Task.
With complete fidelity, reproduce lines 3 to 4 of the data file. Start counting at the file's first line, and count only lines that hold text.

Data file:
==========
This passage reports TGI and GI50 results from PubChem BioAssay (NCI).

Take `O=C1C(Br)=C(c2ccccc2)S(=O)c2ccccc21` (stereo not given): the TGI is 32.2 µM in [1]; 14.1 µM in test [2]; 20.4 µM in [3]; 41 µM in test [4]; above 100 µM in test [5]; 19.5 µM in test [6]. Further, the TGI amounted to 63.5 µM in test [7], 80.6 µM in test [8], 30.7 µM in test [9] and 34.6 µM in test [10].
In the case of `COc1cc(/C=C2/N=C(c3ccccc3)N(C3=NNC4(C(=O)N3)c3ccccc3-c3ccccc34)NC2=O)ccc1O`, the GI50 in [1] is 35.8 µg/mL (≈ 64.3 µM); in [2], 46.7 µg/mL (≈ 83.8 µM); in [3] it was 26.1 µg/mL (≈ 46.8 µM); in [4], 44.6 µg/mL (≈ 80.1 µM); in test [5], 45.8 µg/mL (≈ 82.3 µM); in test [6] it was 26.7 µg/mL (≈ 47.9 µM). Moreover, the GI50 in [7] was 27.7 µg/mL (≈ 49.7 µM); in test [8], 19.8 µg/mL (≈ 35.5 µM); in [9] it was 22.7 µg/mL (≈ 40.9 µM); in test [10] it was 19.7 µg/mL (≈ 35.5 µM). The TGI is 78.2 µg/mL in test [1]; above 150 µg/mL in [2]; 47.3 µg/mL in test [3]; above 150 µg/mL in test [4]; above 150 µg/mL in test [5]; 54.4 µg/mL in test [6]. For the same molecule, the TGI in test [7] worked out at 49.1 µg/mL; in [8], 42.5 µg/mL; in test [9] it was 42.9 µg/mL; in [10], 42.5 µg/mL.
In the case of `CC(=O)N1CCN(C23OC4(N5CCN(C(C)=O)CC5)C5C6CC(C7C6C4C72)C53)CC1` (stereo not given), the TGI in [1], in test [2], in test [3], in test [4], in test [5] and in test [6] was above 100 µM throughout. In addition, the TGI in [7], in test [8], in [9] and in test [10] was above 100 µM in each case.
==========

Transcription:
In the case of `COc1cc(/C=C2/N=C(c3ccccc3)N(C3=NNC4(C(=O)N3)c3ccccc3-c3ccccc34)NC2=O)ccc1O`, the GI50 in [1] is 35.8 µg/mL (≈ 64.3 µM); in [2], 46.7 µg/mL (≈ 83.8 µM); in [3] it was 26.1 µg/mL (≈ 46.8 µM); in [4], 44.6 µg/mL (≈ 80.1 µM); in test [5], 45.8 µg/mL (≈ 82.3 µM); in test [6] it was 26.7 µg/mL (≈ 47.9 µM). Moreover, the GI50 in [7] was 27.7 µg/mL (≈ 49.7 µM); in test [8], 19.8 µg/mL (≈ 35.5 µM); in [9] it was 22.7 µg/mL (≈ 40.9 µM); in test [10] it was 19.7 µg/mL (≈ 35.5 µM). The TGI is 78.2 µg/mL in test [1]; above 150 µg/mL in [2]; 47.3 µg/mL in test [3]; above 150 µg/mL in test [4]; above 150 µg/mL in test [5]; 54.4 µg/mL in test [6]. For the same molecule, the TGI in test [7] worked out at 49.1 µg/mL; in [8], 42.5 µg/mL; in test [9] it was 42.9 µg/mL; in [10], 42.5 µg/mL.
In the case of `CC(=O)N1CCN(C23OC4(N5CCN(C(C)=O)CC5)C5C6CC(C7C6C4C72)C53)CC1` (stereo not given), the TGI in [1], in test [2], in test [3], in test [4], in test [5] and in test [6] was above 100 µM throughout. In addition, the TGI in [7], in test [8], in [9] and in test [10] was above 100 µM in each case.